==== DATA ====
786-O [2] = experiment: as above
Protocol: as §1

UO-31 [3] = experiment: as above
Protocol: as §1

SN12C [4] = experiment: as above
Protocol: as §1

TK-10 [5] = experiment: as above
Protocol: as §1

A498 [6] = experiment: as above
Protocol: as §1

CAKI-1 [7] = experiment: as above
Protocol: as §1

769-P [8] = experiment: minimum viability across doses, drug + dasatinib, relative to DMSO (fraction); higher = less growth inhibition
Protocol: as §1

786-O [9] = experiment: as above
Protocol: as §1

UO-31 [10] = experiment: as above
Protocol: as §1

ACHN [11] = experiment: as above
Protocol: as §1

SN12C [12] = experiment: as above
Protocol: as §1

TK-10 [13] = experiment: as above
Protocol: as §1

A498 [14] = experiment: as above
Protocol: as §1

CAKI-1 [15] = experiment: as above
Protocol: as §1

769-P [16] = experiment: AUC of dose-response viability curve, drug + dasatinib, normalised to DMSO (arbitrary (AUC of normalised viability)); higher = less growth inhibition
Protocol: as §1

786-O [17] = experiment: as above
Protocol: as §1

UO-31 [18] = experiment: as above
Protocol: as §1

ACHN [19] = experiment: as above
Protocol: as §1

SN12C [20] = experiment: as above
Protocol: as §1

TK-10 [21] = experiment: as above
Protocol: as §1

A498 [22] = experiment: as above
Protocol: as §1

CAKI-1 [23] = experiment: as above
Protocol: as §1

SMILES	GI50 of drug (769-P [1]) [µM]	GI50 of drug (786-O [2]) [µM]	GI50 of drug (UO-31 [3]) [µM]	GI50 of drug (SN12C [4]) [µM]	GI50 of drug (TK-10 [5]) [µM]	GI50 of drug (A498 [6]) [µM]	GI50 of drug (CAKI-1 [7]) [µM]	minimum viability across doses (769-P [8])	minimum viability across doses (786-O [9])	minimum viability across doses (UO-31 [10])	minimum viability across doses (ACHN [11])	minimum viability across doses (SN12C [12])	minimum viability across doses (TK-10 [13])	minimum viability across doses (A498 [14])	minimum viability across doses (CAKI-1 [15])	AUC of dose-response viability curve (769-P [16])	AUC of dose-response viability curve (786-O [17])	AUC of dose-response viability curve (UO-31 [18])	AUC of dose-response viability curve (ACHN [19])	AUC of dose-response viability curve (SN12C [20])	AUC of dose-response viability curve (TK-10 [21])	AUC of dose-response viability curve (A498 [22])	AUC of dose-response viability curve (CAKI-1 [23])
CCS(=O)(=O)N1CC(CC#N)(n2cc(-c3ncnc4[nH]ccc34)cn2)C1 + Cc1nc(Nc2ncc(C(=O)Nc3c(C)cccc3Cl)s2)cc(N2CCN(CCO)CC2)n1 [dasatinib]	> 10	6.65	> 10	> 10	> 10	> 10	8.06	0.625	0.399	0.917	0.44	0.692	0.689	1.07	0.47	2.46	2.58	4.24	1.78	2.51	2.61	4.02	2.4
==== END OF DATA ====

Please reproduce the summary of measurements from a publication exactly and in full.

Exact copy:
786-O [2] = experiment: as above
Protocol: as §1

UO-31 [3] = experiment: as above
Protocol: as §1

SN12C [4] = experiment: as above
Protocol: as §1

TK-10 [5] = experiment: as above
Protocol: as §1

A498 [6] = experiment: as above
Protocol: as §1

CAKI-1 [7] = experiment: as above
Protocol: as §1

769-P [8] = experiment: minimum viability across doses, drug + dasatinib, relative to DMSO (fraction); higher = less growth inhibition
Protocol: as §1

786-O [9] = experiment: as above
Protocol: as §1

UO-31 [10] = experiment: as above
Protocol: as §1

ACHN [11] = experiment: as above
Protocol: as §1

SN12C [12] = experiment: as above
Protocol: as §1

TK-10 [13] = experiment: as above
Protocol: as §1

A498 [14] = experiment: as above
Protocol: as §1

CAKI-1 [15] = experiment: as above
Protocol: as §1

769-P [16] = experiment: AUC of dose-response viability curve, drug + dasatinib, normalised to DMSO (arbitrary (AUC of normalised viability)); higher = less growth inhibition
Protocol: as §1

786-O [17] = experiment: as above
Protocol: as §1

UO-31 [18] = experiment: as above
Protocol: as §1

ACHN [19] = experiment: as above
Protocol: as §1

SN12C [20] = experiment: as above
Protocol: as §1

TK-10 [21] = experiment: as above
Protocol: as §1

A498 [22] = experiment: as above
Protocol: as §1

CAKI-1 [23] = experiment: as above
Protocol: as §1

SMILES	GI50 of drug (769-P [1]) [µM]	GI50 of drug (786-O [2]) [µM]	GI50 of drug (UO-31 [3]) [µM]	GI50 of drug (SN12C [4]) [µM]	GI50 of drug (TK-10 [5]) [µM]	GI50 of drug (A498 [6]) [µM]	GI50 of drug (CAKI-1 [7]) [µM]	minimum viability across doses (769-P [8])	minimum viability across doses (786-O [9])	minimum viability across doses (UO-31 [10])	minimum viability across doses (ACHN [11])	minimum viability across doses (SN12C [12])	minimum viability across doses (TK-10 [13])	minimum viability across doses (A498 [14])	minimum viability across doses (CAKI-1 [15])	AUC of dose-response viability curve (769-P [16])	AUC of dose-response viability curve (786-O [17])	AUC of dose-response viability curve (UO-31 [18])	AUC of dose-response viability curve (ACHN [19])	AUC of dose-response viability curve (SN12C [20])	AUC of dose-response viability curve (TK-10 [21])	AUC of dose-response viability curve (A498 [22])	AUC of dose-response viability curve (CAKI-1 [23])
CCS(=O)(=O)N1CC(CC#N)(n2cc(-c3ncnc4[nH]ccc34)cn2)C1 + Cc1nc(Nc2ncc(C(=O)Nc3c(C)cccc3Cl)s2)cc(N2CCN(CCO)CC2)n1 [dasatinib]	> 10	6.65	> 10	> 10	> 10	> 10	8.06	0.625	0.399	0.917	0.44	0.692	0.689	1.07	0.47	2.46	2.58	4.24	1.78	2.51	2.61	4.02	2.4